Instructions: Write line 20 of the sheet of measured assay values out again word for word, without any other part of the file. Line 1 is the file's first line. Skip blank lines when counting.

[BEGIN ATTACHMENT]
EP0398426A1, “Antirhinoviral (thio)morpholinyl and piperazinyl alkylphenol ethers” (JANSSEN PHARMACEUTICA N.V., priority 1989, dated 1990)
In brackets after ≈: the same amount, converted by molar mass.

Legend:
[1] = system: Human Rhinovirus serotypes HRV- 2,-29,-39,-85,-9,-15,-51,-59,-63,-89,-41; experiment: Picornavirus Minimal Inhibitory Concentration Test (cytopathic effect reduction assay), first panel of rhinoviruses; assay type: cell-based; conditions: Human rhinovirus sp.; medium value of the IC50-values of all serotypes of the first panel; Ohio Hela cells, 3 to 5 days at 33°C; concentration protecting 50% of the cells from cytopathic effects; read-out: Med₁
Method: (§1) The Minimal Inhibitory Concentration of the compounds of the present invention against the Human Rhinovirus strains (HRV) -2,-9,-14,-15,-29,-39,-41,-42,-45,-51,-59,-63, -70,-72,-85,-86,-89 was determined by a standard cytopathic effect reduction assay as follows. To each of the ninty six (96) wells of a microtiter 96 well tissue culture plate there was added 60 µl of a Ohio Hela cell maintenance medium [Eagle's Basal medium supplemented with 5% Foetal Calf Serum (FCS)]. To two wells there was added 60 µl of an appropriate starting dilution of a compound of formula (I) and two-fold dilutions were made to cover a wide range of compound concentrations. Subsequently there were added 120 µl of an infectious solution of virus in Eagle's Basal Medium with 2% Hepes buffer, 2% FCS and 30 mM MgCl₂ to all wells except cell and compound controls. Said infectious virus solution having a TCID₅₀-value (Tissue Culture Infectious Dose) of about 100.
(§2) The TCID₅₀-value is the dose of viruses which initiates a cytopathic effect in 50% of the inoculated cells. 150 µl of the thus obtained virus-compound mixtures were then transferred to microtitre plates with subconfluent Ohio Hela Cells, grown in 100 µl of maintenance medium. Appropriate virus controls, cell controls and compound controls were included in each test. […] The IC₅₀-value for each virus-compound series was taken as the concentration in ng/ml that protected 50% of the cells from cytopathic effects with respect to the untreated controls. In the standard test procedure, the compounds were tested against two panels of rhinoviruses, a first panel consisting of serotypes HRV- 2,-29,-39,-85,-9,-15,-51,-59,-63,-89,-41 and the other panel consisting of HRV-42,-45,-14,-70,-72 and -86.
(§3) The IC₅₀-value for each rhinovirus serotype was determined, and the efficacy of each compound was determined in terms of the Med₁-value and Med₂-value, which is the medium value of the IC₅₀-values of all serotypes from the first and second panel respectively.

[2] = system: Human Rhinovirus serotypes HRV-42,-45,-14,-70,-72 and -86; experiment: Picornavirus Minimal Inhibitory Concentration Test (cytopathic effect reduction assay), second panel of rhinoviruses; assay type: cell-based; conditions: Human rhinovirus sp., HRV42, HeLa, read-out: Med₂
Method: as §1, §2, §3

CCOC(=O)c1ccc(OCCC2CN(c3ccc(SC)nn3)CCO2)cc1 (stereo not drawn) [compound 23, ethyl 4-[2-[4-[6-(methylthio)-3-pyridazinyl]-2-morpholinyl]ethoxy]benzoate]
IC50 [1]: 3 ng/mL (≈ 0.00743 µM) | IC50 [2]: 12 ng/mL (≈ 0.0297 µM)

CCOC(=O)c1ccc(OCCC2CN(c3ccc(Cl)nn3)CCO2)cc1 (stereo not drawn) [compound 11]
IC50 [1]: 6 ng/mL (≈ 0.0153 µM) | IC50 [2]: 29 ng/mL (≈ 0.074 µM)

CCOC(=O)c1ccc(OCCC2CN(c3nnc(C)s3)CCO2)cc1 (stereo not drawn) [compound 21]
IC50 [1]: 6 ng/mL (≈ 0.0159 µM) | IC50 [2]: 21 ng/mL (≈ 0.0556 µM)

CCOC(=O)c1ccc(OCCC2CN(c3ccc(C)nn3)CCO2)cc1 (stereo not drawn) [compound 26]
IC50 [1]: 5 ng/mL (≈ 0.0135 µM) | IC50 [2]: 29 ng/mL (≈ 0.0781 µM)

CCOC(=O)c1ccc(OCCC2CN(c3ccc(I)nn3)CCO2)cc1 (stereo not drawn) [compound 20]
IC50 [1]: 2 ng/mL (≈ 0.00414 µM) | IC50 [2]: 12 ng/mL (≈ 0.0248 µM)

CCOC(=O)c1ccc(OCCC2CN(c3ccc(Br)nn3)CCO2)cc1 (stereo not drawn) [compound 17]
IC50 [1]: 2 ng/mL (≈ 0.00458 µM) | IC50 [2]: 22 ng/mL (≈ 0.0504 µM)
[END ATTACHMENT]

CCOC(=O)c1ccc(OCCC2CN(c3ccc(Br)nn3)CCO2)cc1 (stereo not drawn) [compound 17]